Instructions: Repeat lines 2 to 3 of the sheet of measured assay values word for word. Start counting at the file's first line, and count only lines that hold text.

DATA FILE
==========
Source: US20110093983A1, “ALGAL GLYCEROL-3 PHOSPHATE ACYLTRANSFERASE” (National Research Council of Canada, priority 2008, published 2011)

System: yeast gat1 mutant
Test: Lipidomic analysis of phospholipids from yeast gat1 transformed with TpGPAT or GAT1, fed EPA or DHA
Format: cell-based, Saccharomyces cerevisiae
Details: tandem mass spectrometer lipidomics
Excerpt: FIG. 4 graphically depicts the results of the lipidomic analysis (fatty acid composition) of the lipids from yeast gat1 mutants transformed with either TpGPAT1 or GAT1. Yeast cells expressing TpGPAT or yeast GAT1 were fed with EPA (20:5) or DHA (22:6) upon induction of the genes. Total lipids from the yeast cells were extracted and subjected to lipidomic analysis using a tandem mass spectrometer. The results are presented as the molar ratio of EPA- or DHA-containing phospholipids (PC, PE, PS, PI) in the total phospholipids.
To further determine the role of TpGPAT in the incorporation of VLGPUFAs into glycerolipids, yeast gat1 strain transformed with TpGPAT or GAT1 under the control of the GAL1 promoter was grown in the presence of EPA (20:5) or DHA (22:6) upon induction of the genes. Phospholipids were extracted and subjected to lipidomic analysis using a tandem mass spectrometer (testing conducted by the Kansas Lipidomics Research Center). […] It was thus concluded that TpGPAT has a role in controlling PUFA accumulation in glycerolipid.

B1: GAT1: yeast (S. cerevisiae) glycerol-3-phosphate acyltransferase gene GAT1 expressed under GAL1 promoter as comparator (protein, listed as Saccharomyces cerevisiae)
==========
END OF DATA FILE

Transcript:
System: yeast gat1 mutant
Test: Lipidomic analysis of phospholipids from yeast gat1 transformed with TpGPAT or GAT1, fed EPA or DHA